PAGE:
It is this kind of evaluation which has led to stage zero being added to the updated RIBA process (we will return to process in a later blog) and to the new models of procurement focusing on the “Strategic Brief” as the starting point for project development. Quite simply both are saying identify the customers need /problem to be solved before seeking to identify what the solution should to be. Back to our car analogy. What is the problem that leads to the purchase of a new car? Is it the need to travel from one place to another, if so where from and to? Is it people or other stuff that needs to be moved? How many and what type and size? How often? Or is it for convenience, comfort or image? Are we just following convention? When you start to think this way you begin to realise the vast range of potential outcomes and how important it is to focus on the right ones.
So far we have only talked about the upfront purchase i.e. the capital investment, but one of our key slides reminds us that capital is just one element of the value stream. Below is the much talked about 1:5:200 rule. This states that for every £1 spent on the capital expense (CapEx) of an investment, £5 is spent operating and maintaining the usefulness of the investment (OpEx), whilst a massive £200 is spent on the cost of use (BusEx) i.e. the people, processes and products/services that the facility was designed to provide or support.
We have added a ‘benefit bubble’ to illustrate that there is no point in doing any of this if there isn’t some form of benefit which exceeds the cost of undertaking the activity, even if this is sometimes difficult to quantify, like the improvement in education of children following the delivery of a new school for example. It is these benefits which ultimately define the need and drive the ‘gearing’ of the ratio. We must also of course acknowledge that there is much debate about the published 1:5:200 ratio, however, we are not aware that there is fundamental disagreement that it should be the benefits i.e. the outcomes which should drive the needs, even though they are not included in the original ratio!
The required benefits should pull the process forward informing rather than being pushed along by capital decisions and certainly not, as is too often the case, allowing a separate design process to dictate what is undertaken without the involvement of the delivery side and not appropriately focused on the customers’ required outcomes i.e. their needs. To go back to our automotive analogy what we need is front wheel not rear wheel drive!
The model also unlocks an important truth which the construction industry needs to understand about its customers. Unless infrastructure or property is an integral part of the business proposition, which is not the norm, most customers are not greatly interested in capital expenditure. Whilst they might push to minimise the extent of capital spend, predictability of expenditure is generally far more important to customers once the amount has been agreed. In the following illustration, the significance of a £10m capital spend (in blue) over 2 years is shown both annualised and cumulatively against OpEx (red) and BusEx (green). This shows how insignificant capital is in pure monetary terms alone; note this is based on 1:3:50 to help those who dispute the ratio to see that it is the orders of magnitude which matter not the actual values.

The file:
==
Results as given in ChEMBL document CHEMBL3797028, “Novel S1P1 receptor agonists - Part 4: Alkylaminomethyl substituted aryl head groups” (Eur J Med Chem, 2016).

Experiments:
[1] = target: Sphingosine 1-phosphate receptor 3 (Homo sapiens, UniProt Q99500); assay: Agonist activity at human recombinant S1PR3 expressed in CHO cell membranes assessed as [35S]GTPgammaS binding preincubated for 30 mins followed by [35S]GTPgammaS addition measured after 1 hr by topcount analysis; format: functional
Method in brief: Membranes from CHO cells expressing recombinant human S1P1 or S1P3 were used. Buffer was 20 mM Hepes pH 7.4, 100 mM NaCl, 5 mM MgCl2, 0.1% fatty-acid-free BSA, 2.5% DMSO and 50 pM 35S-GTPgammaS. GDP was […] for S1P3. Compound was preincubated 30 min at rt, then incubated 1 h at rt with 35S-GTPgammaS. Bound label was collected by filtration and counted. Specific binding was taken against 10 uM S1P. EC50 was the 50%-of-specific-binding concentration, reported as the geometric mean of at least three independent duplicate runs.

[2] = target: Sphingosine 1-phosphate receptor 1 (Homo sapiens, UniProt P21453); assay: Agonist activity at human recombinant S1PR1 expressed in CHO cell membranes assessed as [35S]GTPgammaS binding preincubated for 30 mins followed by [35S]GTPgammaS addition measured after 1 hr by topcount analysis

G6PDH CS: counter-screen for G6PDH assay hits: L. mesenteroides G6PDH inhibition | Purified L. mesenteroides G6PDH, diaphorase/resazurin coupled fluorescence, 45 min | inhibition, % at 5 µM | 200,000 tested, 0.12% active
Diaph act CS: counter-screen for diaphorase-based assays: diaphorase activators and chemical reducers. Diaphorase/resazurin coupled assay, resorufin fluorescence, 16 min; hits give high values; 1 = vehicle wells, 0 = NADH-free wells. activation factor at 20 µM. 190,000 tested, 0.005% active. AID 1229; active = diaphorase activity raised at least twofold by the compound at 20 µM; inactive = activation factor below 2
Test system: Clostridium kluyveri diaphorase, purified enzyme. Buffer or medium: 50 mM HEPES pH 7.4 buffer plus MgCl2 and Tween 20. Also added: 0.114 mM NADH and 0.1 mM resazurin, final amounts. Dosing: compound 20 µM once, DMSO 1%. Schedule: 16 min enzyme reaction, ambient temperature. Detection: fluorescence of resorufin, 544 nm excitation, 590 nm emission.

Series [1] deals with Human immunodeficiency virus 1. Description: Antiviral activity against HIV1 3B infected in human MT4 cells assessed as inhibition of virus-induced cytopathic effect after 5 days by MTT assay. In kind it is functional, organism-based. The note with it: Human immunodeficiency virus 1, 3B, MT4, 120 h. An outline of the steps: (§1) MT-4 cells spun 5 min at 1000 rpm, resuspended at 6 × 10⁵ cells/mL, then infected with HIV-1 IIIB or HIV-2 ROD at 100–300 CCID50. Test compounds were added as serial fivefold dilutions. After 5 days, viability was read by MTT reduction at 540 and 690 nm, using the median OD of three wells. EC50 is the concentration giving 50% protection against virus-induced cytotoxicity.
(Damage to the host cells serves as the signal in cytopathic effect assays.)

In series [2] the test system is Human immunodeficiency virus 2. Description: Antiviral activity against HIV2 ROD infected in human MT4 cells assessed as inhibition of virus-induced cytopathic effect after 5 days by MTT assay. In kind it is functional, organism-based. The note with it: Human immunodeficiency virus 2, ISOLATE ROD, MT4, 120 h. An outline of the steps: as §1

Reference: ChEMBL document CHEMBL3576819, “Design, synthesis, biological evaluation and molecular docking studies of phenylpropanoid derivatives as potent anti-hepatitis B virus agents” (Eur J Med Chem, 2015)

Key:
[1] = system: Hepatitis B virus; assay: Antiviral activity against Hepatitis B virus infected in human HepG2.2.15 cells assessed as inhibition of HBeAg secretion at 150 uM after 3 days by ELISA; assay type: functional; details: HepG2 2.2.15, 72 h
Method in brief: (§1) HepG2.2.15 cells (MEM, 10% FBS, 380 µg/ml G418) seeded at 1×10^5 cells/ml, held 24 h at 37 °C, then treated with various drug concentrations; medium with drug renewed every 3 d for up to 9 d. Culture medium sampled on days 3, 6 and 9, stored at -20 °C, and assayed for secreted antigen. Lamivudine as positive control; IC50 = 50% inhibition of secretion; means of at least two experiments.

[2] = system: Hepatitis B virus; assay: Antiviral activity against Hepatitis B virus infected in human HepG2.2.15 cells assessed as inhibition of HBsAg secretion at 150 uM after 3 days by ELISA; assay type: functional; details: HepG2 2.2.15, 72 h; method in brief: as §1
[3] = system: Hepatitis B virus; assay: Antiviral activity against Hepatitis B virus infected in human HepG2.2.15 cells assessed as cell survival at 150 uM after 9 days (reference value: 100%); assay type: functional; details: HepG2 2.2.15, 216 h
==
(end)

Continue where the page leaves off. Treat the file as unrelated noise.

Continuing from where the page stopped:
This unlocks a sobering message for construction professionals. Whilst many customers may have staff who are dedicated to the process of overseeing capital expenditure, when it comes to the impact of these investments construction is just background ‘noise’ and a construction project is a nuisance which gets in the way of the day to day operation of the organisation, diverting resources and disrupting activity. Once you understand this you understand that it is a lack of perceived importance not capability that means customers don’t spend the necessary time on understand their problem enough upfront to provide clarity of requirements including which activities are changeable and likely to require a different approach during the life of the project. In addition and largely because customers spend most of their time and money procuring consumables and equipment, they will often apply the same thinking when a construction project comes along and then criticise the industry for delivering projects late and overspent without appreciating the pivotal impact adopting an inappropriate procurement method plays.
BUT through knowing this and acting on it to ensure enough time and effort is taken to understand the customer needs for the particular investment concerned, the construction industry can excel in providing outcomes which genuinely enhance customers own performance with significantly greater predictability of time and spend. Thus satisfying customer needs and expectations, improving the profile of the construction industry and enhancing the value of the infrastructure and facilities required to enable society to work for us all.
Behavioural Changes to Adopt:
- Explain what is required and why
- Involve other early enough for them to be able to make suggestions
- Be open to alternatives
- Accept challenge as a sign others are trying to do what is best for project
- Learn how to question and challenge in a supportive way
- Be sure you are clear why something is required – if not ask until you are
- Be prepared to offer alternatives
About the author, Kevin Thomas
Chair and Coach of the Collaborative Working Champions of Constructing Excellence and Founding Director of Integrated Project Initiatives Ltd, the creators and delivery organisation for the Integrated Project Insurance (IPI) Delivery Model.